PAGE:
Imaging scans following treatment for diffuse large B-cell lymphoma do little to help detect a relapse, according to a new study.  The overwhelming majority of patients with this aggressive lymphoma already have symptoms, an abnormal physical examination or an abnormal blood test at the time of relapse, researchers say. Results of a study supporting these findings will be presented at the 2013 annual meeting of the American Society of Clinical Oncology, held in Chicago, Illinois from May 31 to June 4.

“Our results were surprising because the current standard of care is to include scans for the follow-up of this disease,” said lead author Carrie Thompson, MD, a hematologist at the Mayo Clinic in Rochester, Minnesota. “We found that scans detected relapse in only a handful of patients who didn’t have any of those other signs or symptoms. I think our study suggests that we are getting closer to understanding how to optimize follow-up in this patient population.”

Diffuse large B-cell lymphoma is the most common type of non-Hodgkin lymphoma, with nearly 20,000 new cases diagnosed in the United States each year. The aggressive lymphoma can be cured if treated in its early stages. The cancer will come back in 20% to 30% of cases, and the best strategy for detecting that relapse early is unclear. In this study, Thompson and her colleagues looked at patients in remission to identify how relapses were detected.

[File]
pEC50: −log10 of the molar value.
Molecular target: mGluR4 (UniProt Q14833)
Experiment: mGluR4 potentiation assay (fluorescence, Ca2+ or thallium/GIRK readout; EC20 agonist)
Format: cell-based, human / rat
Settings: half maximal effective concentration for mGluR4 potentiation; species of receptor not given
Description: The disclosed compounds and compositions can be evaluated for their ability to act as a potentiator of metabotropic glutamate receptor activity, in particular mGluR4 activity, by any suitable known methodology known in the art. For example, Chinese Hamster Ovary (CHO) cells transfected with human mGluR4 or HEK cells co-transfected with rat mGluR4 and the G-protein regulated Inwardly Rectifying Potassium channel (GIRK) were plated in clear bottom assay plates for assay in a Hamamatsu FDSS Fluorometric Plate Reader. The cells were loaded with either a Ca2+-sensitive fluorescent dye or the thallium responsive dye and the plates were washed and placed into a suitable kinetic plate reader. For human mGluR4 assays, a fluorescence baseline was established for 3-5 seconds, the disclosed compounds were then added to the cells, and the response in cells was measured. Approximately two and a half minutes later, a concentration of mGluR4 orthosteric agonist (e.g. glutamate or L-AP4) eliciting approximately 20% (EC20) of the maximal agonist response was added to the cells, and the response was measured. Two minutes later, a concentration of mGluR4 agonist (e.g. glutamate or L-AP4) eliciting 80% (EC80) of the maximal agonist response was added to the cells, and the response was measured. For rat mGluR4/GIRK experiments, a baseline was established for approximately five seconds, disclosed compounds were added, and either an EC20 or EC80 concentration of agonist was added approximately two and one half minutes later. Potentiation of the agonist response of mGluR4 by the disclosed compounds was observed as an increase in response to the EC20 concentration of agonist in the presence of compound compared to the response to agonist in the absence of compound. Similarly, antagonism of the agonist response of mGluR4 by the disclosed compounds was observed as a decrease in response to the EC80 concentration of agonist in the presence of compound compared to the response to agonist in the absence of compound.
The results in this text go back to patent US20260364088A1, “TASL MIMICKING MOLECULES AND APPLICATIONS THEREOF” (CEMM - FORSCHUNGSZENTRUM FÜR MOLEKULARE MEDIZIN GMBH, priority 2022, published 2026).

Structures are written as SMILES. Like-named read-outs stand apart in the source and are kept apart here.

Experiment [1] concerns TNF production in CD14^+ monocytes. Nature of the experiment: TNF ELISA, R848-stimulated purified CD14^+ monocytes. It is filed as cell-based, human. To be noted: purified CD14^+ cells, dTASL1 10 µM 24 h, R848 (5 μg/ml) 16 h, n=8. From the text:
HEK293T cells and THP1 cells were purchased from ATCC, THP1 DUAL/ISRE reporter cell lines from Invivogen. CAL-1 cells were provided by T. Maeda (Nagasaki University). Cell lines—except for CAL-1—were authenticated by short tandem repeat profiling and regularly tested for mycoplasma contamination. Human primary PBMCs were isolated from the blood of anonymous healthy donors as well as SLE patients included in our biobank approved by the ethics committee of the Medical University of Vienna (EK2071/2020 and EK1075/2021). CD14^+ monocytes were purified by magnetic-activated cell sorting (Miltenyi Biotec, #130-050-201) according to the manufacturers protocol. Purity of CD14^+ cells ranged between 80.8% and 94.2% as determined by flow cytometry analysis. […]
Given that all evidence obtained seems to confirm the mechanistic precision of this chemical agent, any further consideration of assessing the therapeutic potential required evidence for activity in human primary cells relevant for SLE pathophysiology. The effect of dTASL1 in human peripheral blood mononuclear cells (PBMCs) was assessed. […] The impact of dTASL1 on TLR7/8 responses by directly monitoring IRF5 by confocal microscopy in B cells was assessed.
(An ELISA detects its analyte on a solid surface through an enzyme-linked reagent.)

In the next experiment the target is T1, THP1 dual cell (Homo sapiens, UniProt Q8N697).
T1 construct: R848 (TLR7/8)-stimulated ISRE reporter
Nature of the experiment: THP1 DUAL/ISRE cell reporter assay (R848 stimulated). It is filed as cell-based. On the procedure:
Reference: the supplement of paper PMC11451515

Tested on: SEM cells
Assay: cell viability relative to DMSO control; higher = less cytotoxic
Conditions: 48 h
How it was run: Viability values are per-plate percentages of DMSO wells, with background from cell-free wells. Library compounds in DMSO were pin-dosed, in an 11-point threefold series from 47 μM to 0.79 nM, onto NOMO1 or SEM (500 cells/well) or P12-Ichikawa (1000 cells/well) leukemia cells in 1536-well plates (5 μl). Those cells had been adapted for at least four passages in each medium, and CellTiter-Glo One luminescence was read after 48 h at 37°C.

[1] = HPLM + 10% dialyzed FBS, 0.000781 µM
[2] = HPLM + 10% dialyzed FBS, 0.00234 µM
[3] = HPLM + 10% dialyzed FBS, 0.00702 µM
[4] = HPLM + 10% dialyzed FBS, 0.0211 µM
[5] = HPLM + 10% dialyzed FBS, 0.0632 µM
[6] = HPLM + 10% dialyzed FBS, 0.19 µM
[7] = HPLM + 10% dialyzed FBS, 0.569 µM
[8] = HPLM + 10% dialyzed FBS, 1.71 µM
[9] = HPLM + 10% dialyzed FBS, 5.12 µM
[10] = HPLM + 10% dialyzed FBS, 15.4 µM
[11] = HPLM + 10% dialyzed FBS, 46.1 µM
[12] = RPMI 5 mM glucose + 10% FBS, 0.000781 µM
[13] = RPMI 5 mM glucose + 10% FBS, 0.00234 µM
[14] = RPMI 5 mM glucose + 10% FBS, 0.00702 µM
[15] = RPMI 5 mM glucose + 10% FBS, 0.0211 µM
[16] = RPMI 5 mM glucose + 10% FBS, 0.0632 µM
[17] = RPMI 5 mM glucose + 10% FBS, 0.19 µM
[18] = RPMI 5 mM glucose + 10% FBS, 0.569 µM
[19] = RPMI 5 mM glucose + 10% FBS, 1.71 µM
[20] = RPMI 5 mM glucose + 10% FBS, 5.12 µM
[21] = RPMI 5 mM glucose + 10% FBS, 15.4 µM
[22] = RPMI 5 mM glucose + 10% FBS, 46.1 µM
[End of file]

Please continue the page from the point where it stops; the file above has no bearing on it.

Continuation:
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Researchers followed 537 patients treated with anthracycline-based immunochemotherapy and enrolled in the Mayo Clinic/University of Iowa Special Program of Research Excellence (SPORE) Molecular Epidemiology Resource. Of the 109 patients who relapsed, 62% went to the doctor earlier than a planned follow-up visit due to the reemergence of symptoms such as enlarged lymph nodes, fever, night sweats, pain or weight loss. At the time of relapse, 68% had symptoms, 42% had abnormal physical examination findings, and 55% had abnormal blood test results. Performing surveillance scans detected relapse in only 8[WU2]  patients whose symptoms had not yet started to reappear.